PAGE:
Spain's Housing Crisis Will Be Good for Gold

Like a zombie in a horror movie, the Eurozone crisis just won’t die. Instead, it keeps lurching at investors from different shadows on the European continent. This same zombie that has been terrorizing the Greeks for months is now terrorizing the Spanish…and all of Europe is shuddering with fear.

Spanish government bond yields are soaring again…as are Italian bond yields. The chart below shows the spread between 10-year Spanish and Italian government bond yields and 10-year US Treasury yields. The Spanish 10-year, for example, is yielding 6.56%, which is a whopping 5% more than the measly 1.56% yield on 10-year Treasurys. Meanwhile, the price of insuring Spanish bonds against a default keeps climbing from one all-time high to another.

Yields on Spanish and Italian Government Bonds Relative to US Treasury Yields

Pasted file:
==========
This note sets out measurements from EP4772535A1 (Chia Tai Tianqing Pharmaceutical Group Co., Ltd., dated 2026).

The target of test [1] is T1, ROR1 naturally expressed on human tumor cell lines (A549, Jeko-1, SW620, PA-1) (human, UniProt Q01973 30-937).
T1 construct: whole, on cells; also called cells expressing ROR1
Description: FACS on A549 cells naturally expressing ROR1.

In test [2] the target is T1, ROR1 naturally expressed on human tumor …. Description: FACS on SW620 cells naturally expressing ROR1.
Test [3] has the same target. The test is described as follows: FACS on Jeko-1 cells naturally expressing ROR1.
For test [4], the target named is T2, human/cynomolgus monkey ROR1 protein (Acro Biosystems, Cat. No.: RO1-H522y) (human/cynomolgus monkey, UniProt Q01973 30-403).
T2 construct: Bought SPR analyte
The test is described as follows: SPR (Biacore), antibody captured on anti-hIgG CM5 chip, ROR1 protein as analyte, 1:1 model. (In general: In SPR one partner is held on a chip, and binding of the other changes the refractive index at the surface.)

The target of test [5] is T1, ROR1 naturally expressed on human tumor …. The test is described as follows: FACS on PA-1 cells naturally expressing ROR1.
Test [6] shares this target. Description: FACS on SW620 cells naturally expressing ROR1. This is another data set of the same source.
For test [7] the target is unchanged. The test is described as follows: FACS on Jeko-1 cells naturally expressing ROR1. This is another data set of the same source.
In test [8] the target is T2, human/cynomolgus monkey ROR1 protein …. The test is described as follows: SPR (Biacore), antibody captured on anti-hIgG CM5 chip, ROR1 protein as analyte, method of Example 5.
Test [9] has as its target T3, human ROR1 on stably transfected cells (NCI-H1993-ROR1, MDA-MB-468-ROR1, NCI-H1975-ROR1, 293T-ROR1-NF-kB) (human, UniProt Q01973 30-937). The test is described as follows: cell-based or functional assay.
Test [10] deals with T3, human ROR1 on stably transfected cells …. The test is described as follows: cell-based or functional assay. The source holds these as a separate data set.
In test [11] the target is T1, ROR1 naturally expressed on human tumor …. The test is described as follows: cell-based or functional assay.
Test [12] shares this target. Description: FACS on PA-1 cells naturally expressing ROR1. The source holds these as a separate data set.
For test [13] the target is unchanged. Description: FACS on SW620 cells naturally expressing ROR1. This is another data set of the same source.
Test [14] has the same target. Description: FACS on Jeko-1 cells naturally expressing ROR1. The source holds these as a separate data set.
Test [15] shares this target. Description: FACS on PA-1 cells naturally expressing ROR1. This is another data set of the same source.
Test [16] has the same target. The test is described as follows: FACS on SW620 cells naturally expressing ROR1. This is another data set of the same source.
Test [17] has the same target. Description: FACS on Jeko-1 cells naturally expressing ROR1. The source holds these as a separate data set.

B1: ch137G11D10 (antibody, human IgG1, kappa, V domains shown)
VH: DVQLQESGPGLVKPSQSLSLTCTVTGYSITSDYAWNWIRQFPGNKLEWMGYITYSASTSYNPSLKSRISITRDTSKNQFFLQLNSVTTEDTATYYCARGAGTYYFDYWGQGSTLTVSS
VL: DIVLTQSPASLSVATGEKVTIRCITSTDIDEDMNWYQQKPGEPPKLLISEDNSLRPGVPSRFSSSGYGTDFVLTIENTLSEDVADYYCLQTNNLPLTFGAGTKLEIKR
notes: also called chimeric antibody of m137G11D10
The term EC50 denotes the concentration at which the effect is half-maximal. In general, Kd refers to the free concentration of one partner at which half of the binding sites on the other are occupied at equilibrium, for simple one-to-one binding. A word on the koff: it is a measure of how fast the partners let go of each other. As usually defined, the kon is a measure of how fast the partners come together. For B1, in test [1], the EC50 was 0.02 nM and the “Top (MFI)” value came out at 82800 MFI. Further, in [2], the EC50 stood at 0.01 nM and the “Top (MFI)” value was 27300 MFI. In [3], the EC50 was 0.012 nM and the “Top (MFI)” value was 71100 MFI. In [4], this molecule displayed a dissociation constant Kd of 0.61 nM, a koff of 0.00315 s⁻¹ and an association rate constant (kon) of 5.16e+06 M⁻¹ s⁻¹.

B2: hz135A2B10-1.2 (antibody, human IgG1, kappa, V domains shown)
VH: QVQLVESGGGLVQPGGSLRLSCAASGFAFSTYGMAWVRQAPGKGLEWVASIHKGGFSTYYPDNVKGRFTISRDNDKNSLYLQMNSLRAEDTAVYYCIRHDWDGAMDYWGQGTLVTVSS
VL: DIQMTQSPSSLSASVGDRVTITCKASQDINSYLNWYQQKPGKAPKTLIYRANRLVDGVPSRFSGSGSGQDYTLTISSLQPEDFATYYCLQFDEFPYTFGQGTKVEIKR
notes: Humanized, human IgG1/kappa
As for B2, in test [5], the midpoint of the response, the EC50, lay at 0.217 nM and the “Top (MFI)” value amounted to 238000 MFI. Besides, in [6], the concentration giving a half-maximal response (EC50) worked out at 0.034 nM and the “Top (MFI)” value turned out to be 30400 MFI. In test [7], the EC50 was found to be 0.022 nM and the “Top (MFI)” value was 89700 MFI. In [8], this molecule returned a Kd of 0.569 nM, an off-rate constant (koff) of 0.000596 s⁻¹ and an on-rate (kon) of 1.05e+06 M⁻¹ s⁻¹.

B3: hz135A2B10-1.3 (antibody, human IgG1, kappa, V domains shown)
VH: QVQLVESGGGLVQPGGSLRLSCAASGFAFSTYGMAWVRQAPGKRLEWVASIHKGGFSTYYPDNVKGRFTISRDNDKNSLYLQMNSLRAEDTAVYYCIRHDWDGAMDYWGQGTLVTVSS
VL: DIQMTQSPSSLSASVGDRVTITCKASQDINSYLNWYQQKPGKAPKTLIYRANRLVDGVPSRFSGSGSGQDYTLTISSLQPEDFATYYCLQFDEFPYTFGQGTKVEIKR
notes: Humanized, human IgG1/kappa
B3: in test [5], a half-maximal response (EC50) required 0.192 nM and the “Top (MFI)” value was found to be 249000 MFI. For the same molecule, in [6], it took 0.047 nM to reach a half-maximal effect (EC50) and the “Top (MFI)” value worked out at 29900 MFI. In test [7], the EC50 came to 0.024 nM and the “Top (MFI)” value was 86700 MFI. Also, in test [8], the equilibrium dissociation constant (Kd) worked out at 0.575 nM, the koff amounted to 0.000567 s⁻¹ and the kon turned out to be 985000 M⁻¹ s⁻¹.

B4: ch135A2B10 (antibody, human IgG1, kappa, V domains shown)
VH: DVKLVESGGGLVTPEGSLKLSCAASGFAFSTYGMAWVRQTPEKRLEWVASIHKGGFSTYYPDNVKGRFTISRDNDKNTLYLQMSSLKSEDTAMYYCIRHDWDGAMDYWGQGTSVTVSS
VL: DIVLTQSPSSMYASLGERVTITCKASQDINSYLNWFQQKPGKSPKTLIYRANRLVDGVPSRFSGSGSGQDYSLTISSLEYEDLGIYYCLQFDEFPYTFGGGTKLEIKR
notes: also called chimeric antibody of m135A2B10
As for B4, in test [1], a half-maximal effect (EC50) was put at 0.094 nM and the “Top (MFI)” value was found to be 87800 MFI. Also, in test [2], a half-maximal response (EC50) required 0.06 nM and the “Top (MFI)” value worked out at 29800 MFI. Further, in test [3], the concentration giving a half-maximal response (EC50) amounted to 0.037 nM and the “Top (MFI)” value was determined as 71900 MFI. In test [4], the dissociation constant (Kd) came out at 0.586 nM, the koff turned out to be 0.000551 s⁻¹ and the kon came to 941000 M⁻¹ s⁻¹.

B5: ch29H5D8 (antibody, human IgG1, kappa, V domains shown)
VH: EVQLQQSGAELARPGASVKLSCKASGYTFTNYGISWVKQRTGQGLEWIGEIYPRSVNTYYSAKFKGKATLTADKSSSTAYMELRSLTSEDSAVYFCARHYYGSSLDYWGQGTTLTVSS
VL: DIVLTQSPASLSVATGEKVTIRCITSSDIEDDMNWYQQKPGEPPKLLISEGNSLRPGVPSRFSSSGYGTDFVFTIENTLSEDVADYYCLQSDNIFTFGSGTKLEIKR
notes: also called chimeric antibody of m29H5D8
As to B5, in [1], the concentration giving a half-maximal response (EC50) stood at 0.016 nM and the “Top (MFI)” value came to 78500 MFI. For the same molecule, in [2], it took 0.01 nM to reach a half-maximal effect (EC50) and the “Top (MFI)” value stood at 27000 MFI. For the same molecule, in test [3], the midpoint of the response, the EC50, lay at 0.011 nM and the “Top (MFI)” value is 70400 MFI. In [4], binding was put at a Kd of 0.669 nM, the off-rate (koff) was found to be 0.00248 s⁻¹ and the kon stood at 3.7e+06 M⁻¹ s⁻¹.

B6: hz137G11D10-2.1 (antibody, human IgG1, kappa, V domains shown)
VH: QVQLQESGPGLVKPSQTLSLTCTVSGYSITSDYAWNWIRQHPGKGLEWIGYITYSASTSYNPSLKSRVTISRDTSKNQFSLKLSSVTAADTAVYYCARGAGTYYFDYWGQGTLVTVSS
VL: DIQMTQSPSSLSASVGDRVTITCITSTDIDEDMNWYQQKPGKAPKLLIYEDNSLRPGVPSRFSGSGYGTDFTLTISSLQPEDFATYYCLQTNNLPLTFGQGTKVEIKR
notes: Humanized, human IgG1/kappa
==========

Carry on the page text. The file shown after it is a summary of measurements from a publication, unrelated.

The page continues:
When the European Central Bank (ECB) launched its long-term refinancing operation (LTRO) earlier this year and began providing three-year loans to European banks, it literally bought time for the most financially distressed members of the Eurozone. The Bank of Spain, for example, recently announced that during the month of March, Spanish bank borrowings from the ECB soared from €152 billion to €227 billion.

But the Eurozone’s “bought time” is ending.

Spanish banks are in big trouble. Not only are they sitting on a mountain of distressed real estate loans, but their depositors are fleeing in droves. The only place Spanish banks can turn to replace this lost funding is the ECB. Spanish banks have taken up 30% of the LTRO loans issued thus far.

The Spanish banks, in turn, are propping up the Spanish government by purchasing Spanish government bonds.